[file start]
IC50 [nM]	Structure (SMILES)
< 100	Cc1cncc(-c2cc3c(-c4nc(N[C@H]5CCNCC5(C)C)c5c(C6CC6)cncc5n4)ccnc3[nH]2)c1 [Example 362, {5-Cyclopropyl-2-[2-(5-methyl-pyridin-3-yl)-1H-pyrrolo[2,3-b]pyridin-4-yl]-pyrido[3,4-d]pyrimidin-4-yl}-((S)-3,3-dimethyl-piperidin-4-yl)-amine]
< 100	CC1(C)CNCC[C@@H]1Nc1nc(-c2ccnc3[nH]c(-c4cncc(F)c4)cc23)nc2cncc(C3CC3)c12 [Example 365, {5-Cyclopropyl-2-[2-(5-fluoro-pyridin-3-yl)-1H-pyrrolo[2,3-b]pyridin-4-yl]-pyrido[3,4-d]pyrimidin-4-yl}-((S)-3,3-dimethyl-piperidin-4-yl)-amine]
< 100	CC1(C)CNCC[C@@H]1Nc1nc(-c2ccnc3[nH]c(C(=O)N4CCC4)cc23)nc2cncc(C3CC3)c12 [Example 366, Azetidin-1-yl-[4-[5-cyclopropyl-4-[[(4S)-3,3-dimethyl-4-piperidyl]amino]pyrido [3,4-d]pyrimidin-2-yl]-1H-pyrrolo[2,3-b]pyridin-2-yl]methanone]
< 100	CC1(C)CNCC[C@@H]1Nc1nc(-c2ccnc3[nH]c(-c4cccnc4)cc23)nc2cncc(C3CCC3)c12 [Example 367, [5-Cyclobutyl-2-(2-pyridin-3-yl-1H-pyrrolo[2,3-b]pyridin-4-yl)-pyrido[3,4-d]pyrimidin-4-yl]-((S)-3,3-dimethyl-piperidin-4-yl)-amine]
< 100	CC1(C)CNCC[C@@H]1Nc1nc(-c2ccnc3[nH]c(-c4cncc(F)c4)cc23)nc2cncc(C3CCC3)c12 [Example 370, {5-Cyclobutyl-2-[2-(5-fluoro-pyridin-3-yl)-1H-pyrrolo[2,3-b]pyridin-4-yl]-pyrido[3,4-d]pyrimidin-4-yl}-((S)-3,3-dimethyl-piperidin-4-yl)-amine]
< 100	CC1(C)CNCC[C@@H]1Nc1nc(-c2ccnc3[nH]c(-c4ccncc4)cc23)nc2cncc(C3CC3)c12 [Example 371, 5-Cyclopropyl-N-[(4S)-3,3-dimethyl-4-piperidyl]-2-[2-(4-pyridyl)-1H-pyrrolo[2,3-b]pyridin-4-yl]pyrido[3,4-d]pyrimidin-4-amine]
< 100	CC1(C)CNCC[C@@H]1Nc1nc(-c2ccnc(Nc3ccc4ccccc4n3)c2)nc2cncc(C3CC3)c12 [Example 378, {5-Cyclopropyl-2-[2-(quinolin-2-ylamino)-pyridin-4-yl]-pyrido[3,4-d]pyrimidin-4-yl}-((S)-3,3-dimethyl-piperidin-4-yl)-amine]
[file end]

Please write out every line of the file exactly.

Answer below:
IC50 [nM]	Structure (SMILES)
< 100	Cc1cncc(-c2cc3c(-c4nc(N[C@H]5CCNCC5(C)C)c5c(C6CC6)cncc5n4)ccnc3[nH]2)c1 [Example 362, {5-Cyclopropyl-2-[2-(5-methyl-pyridin-3-yl)-1H-pyrrolo[2,3-b]pyridin-4-yl]-pyrido[3,4-d]pyrimidin-4-yl}-((S)-3,3-dimethyl-piperidin-4-yl)-amine]
< 100	CC1(C)CNCC[C@@H]1Nc1nc(-c2ccnc3[nH]c(-c4cncc(F)c4)cc23)nc2cncc(C3CC3)c12 [Example 365, {5-Cyclopropyl-2-[2-(5-fluoro-pyridin-3-yl)-1H-pyrrolo[2,3-b]pyridin-4-yl]-pyrido[3,4-d]pyrimidin-4-yl}-((S)-3,3-dimethyl-piperidin-4-yl)-amine]
< 100	CC1(C)CNCC[C@@H]1Nc1nc(-c2ccnc3[nH]c(C(=O)N4CCC4)cc23)nc2cncc(C3CC3)c12 [Example 366, Azetidin-1-yl-[4-[5-cyclopropyl-4-[[(4S)-3,3-dimethyl-4-piperidyl]amino]pyrido [3,4-d]pyrimidin-2-yl]-1H-pyrrolo[2,3-b]pyridin-2-yl]methanone]
< 100	CC1(C)CNCC[C@@H]1Nc1nc(-c2ccnc3[nH]c(-c4cccnc4)cc23)nc2cncc(C3CCC3)c12 [Example 367, [5-Cyclobutyl-2-(2-pyridin-3-yl-1H-pyrrolo[2,3-b]pyridin-4-yl)-pyrido[3,4-d]pyrimidin-4-yl]-((S)-3,3-dimethyl-piperidin-4-yl)-amine]
< 100	CC1(C)CNCC[C@@H]1Nc1nc(-c2ccnc3[nH]c(-c4cncc(F)c4)cc23)nc2cncc(C3CCC3)c12 [Example 370, {5-Cyclobutyl-2-[2-(5-fluoro-pyridin-3-yl)-1H-pyrrolo[2,3-b]pyridin-4-yl]-pyrido[3,4-d]pyrimidin-4-yl}-((S)-3,3-dimethyl-piperidin-4-yl)-amine]
< 100	CC1(C)CNCC[C@@H]1Nc1nc(-c2ccnc3[nH]c(-c4ccncc4)cc23)nc2cncc(C3CC3)c12 [Example 371, 5-Cyclopropyl-N-[(4S)-3,3-dimethyl-4-piperidyl]-2-[2-(4-pyridyl)-1H-pyrrolo[2,3-b]pyridin-4-yl]pyrido[3,4-d]pyrimidin-4-amine]
< 100	CC1(C)CNCC[C@@H]1Nc1nc(-c2ccnc(Nc3ccc4ccccc4n3)c2)nc2cncc(C3CC3)c12 [Example 378, {5-Cyclopropyl-2-[2-(quinolin-2-ylamino)-pyridin-4-yl]-pyrido[3,4-d]pyrimidin-4-yl}-((S)-3,3-dimethyl-piperidin-4-yl)-amine]